David Crosby: Remember My Name: A-
This week brings a pair of outstanding documentaries about legendary men of the 20th century looking back, at the end of their lives, with varying degrees of perspective and regret.
David Crosby: Remember My Nametakes a retrospective look at the rock star's six-decade career. It begins with a boffo anecdote about a drug-addled bathroom run-in with John Coltrane, but there's a lot more than just drug tales. There's plenty of archival footage from the performer's years with The Byrds, and Crosby, Stills and Nash, with and without Young, along with outstanding music that you don't necessarily have to be a boomer to enjoy.
But it's all cut with a heavy dose of melancholy, with the 77-year-old Crosby both obsessed with his own mortality and shocked that he's made it this far. The musician, who continues to tour and record, is also regretful at all the relationships he's blown throughout his life, including with most of his famous musical collaborators. We see him touring some key locations from throughout his career, including the actual house that was the inspiration for the song "Our House." (Crosby is in another rock documentary this summer, Echo in The Canyon, in which he was among the more compelling of many interviewees.)
A.J. Eaton originated the project and is credited as director of the Crosby doc, but the producer and interviewer is Cameron Crowe, who’s finally able to use his musical and journalistic expertise for something cinematically positive for the first time since Almost Famous,almost 20 years ago. Crosby was one of the musicians Crowe reported on in the 1970s. While respectful, Crowe draws out a lot of outstanding material from his subject. It isn't like that Netflix doc on Quincy Jones last year, that was directed by Jones' own daughter and likely left anything interesting he said on the cutting room floor. Crosby’s the rare rock star of a certain age who's interesting on Twitter, and even more interesting when he's actually interviewed.
It’s not totally complete; for one thing, we don't get the backstory of how exactly Crosby came to be the sperm donor for Melissa Etheridge and her then-partner in the late-1990s. But the film functions as an epitaph for a performer who remains very much alive.
Mike Wallace Is Here: B+
Footage shown in Mike Wallace Is Here, directed by Israeli filmmaker Avi Belkin, also asks its late subject about his epitaph. Wallace wasn't quite as eager for self-reflection, although we do learn that Wallace never liked being subject to the sort of tough interviewing for which he was himself famous. Belkin's film, arriving now after a festival run last winter and spring, assembles a massive amount of archival footage to take us through the entire career of Wallace, who died in 2012 at 93.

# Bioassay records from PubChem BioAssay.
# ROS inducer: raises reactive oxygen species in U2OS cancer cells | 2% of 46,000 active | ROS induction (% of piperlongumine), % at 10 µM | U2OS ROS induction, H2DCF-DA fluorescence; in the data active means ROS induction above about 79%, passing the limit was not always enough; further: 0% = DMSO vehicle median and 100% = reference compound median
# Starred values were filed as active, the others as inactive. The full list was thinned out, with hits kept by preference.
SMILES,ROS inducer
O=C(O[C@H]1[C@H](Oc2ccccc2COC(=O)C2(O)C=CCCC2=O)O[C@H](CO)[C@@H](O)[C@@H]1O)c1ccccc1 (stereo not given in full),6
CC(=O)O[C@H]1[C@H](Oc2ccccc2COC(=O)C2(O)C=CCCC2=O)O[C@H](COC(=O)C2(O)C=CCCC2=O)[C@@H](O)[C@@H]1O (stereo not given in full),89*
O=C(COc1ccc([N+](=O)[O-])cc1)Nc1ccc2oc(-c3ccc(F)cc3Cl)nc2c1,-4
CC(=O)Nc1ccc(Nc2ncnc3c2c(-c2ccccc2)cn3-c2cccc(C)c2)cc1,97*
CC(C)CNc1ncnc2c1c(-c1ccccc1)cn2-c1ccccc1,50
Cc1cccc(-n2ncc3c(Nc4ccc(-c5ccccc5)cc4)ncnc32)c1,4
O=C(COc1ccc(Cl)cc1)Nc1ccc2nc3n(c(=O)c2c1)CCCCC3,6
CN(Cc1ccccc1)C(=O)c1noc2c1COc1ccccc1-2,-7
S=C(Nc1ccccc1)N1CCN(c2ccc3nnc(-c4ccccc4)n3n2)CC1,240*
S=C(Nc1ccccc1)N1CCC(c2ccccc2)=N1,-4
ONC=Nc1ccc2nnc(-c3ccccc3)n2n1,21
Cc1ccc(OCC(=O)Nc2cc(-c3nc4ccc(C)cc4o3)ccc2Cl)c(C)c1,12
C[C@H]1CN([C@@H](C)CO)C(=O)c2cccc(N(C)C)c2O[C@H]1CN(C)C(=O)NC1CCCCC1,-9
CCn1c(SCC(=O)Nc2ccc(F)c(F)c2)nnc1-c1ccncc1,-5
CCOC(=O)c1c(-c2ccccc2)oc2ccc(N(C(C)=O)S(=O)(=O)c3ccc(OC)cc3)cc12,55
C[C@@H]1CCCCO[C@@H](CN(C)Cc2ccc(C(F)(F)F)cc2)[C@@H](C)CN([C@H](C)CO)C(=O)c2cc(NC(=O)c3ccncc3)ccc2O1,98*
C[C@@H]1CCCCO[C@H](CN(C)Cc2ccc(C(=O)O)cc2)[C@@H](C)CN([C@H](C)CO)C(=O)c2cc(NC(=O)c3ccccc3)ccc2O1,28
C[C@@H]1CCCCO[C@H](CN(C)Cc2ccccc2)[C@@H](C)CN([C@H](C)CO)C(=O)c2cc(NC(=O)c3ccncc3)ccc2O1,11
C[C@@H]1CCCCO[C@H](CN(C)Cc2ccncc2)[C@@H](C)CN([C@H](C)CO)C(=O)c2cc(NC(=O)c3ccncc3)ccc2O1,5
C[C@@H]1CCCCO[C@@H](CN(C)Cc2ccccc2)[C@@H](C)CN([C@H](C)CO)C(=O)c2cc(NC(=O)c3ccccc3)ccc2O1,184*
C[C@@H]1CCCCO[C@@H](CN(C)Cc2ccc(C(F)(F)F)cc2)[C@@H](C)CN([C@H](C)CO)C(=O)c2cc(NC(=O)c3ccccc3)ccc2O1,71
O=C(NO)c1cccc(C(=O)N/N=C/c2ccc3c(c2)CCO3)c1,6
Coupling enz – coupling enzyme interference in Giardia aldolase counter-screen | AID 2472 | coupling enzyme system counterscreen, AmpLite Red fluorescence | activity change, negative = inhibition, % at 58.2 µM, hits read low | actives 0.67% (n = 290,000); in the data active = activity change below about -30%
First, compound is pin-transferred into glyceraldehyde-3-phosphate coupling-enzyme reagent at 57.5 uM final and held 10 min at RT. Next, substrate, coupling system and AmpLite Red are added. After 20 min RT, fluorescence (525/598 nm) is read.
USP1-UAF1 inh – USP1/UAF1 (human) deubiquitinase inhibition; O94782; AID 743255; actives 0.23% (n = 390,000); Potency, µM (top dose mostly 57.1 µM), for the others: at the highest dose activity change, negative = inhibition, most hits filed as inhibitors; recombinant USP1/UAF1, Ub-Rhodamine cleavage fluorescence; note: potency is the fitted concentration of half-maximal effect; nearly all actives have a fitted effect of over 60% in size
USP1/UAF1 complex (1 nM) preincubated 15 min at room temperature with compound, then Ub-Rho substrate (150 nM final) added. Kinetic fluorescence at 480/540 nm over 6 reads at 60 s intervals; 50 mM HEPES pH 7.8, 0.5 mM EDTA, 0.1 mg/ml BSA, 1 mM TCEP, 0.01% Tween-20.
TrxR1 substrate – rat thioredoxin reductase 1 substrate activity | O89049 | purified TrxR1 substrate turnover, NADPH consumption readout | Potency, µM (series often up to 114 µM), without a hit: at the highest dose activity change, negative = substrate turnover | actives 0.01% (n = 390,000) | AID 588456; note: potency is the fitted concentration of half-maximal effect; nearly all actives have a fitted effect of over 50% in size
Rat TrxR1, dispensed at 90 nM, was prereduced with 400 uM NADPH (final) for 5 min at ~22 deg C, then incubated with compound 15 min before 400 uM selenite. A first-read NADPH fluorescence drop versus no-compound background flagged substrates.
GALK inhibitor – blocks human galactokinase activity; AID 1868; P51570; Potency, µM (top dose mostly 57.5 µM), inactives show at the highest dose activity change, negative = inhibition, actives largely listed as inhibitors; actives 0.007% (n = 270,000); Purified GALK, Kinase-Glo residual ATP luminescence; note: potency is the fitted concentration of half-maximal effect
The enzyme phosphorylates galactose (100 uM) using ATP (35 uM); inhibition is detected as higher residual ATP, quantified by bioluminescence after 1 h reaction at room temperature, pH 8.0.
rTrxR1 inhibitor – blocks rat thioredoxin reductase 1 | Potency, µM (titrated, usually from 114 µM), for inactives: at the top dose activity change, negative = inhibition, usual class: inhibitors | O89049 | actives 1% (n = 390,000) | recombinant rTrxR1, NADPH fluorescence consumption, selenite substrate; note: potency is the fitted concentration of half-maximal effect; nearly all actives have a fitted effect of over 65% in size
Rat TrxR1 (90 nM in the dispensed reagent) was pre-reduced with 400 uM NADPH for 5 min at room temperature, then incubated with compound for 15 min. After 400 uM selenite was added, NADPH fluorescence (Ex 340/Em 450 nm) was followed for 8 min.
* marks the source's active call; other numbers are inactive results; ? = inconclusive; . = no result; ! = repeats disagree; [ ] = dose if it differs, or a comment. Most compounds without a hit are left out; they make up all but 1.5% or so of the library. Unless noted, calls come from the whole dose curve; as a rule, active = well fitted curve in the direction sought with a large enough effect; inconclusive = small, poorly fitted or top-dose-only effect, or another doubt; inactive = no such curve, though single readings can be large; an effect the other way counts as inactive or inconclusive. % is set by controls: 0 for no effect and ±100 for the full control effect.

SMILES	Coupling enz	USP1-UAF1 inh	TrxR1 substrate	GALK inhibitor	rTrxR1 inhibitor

It begins and ends, strangely, on interview footage with Bill O'Reilly, but we also see the newsman interviewing men of much greater significance, from presidents to foreign dictators to Hollywood royalty. Watching Barbra Streisand curse at him is a highlight, as are his sparring sessions with the likes of Johnny Carson and Larry King.
There are a few significant takeaways here. Public confidence in the news media at an all-time low? They've been saying that since the early-1980s, at least. The same with the notion that the news media is elitist and out of touch, which isn’t merely a Trump- or even Bush-era phenomenon.
The film doesn't shy away from the negative, including Wallace being sued by General William Westmoreland, and the unpleasantness with Big Tobacco in the 1990s that was the subject of Michael Mann's classic film The Insider. We see Wallace in interviews expressing regret as to how that was handled, though we get no indication of the newsman's long-stated antipathy for Mann's movie. We also see Wallace, over the course of several interviews, slowly admit that he battled depression and once attempted suicide.
It's been a strong year for documentaries so far, but the Crosby and Wallace films, along with Apollo 11and City of Joel,are among the best.